KOICA has been supporting various development projects, including volunteer work. Since its establishment in 2002, it has been playing a leading role in implementing Korea’s official development assistance to Tanzania by engaging in several socioeconomic development activities with priority on education, health, water, governance and rural development, implementing its programmes through bilateral and multilateral projects. 

KOICA focuses on sharing its unique and successful development experience by implementing a special training programme, which places great importance on human resource development, which is a key factor for sustainable development. More than 800 Tanzanians have participated in Koica training programmes, including the scholarship programme since 1991. 

Besides the training programme, through the World Friends Korea Programme (previously known as the Korea Overseas Volunteers Programme), KOICA has been dispatching volunteers in various fields such as medical doctors, nurses, medical technicians, science and information and communication technology (ICT) teachers, veterinarians and agriculturalists. Currently, over 60 volunteers are serving in Tanzania.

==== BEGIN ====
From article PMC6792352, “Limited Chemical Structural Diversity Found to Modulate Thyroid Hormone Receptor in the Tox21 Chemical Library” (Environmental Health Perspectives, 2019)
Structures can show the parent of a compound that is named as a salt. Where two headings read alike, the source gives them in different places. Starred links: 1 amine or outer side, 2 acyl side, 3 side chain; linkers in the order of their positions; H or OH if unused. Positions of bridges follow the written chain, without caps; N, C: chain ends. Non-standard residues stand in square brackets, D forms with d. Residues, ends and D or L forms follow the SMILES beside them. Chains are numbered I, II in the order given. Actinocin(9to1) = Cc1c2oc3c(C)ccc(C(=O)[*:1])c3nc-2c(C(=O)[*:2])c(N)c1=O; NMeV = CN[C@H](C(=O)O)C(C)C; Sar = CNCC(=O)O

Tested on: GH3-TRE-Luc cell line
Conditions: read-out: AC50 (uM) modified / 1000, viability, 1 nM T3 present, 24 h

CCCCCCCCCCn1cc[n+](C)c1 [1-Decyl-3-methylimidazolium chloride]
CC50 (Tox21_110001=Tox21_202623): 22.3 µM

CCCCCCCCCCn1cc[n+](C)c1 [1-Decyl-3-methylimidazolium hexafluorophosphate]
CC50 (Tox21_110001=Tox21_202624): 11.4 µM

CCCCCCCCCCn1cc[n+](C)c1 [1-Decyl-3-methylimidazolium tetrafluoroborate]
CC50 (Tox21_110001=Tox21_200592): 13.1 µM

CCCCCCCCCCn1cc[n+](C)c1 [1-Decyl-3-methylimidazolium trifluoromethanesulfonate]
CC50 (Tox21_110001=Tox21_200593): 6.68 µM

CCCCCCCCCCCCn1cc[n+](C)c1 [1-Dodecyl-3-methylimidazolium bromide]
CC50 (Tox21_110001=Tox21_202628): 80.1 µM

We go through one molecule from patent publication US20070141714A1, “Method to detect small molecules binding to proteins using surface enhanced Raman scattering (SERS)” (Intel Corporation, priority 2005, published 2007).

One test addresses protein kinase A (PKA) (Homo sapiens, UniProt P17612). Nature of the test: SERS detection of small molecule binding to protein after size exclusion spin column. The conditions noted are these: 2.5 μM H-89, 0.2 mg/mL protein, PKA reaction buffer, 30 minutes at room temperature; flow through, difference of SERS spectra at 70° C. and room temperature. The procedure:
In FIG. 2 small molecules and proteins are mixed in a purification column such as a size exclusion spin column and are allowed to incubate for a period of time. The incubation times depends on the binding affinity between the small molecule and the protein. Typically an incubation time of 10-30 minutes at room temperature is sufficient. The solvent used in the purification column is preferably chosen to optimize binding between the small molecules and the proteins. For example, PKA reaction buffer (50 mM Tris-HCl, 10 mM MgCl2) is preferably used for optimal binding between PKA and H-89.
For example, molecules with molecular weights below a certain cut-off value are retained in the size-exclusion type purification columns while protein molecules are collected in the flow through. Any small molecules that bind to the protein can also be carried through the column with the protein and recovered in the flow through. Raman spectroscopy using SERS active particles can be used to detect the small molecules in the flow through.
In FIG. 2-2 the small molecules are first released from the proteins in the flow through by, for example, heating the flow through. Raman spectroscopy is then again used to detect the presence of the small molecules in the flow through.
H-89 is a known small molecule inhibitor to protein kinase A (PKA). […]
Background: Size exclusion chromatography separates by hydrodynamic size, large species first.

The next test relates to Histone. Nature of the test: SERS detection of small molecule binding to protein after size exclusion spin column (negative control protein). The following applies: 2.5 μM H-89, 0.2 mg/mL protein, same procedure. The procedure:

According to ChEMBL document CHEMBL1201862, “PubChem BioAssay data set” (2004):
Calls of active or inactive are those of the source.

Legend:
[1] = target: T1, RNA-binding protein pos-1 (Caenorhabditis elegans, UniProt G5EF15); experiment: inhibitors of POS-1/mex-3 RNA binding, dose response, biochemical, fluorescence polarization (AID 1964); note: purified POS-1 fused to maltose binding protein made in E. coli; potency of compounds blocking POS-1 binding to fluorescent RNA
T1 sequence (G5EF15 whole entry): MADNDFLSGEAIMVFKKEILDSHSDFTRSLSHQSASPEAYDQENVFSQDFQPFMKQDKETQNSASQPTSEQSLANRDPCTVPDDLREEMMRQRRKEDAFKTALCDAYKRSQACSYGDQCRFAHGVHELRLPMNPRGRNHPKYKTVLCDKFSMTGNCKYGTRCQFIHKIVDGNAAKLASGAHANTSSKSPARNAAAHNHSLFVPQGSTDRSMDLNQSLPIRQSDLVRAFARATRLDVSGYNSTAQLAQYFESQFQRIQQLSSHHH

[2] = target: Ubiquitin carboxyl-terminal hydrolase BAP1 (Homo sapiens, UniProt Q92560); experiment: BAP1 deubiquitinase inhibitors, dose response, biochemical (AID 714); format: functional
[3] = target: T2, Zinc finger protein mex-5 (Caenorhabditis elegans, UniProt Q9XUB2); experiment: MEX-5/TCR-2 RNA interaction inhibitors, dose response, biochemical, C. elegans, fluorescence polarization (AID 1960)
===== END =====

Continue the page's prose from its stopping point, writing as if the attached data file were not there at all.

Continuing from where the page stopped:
The project for effective ICT education at the University of Dar es Salaam (UDSM)’s College of Engineering and Technology (CoET), the project for development of ground water in Dodoma and Shinyanga and the project for modernisation of farms and rehabilitation of irrigation in Morogoro and Zanzibar, the project for capacity building for diagnostic services improvement of health centres in Dar es Salaam and the project for capacity building for agro-processing in Dar es Salaam, Morogoro and Zanzibar. 

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Author: ABELA MSIKULA